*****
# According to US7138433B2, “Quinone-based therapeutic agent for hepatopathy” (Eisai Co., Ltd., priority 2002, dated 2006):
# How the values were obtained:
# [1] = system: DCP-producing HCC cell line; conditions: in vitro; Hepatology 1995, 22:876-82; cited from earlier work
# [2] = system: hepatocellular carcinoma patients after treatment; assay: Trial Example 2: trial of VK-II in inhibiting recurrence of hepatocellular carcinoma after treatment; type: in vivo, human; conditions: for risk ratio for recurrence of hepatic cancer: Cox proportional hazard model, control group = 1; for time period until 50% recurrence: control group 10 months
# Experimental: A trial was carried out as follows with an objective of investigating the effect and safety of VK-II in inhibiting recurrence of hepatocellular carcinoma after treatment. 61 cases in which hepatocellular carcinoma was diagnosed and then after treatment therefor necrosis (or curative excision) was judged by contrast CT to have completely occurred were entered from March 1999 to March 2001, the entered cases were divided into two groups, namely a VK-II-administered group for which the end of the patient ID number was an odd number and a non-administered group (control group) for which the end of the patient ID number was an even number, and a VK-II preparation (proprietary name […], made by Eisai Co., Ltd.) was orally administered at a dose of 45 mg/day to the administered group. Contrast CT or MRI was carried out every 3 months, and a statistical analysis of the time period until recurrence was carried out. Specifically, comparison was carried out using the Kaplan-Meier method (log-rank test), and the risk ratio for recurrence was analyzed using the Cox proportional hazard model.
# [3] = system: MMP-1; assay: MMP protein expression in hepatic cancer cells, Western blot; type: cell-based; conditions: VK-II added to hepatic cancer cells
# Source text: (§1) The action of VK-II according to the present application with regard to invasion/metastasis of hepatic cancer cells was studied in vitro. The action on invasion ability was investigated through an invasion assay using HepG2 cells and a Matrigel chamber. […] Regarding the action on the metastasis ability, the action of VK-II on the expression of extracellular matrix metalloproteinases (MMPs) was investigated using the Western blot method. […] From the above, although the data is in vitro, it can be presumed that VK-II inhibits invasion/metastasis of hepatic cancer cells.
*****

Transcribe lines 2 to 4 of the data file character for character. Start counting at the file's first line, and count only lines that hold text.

# How the values were obtained:
# [1] = system: DCP-producing HCC cell line; conditions: in vitro; Hepatology 1995, 22:876-82; cited from earlier work
# [2] = system: hepatocellular carcinoma patients after treatment; assay: Trial Example 2: trial of VK-II in inhibiting recurrence of hepatocellular carcinoma after treatment; type: in vivo, human; conditions: for risk ratio for recurrence of hepatic cancer: Cox proportional hazard model, control group = 1; for time period until 50% recurrence: control group 10 months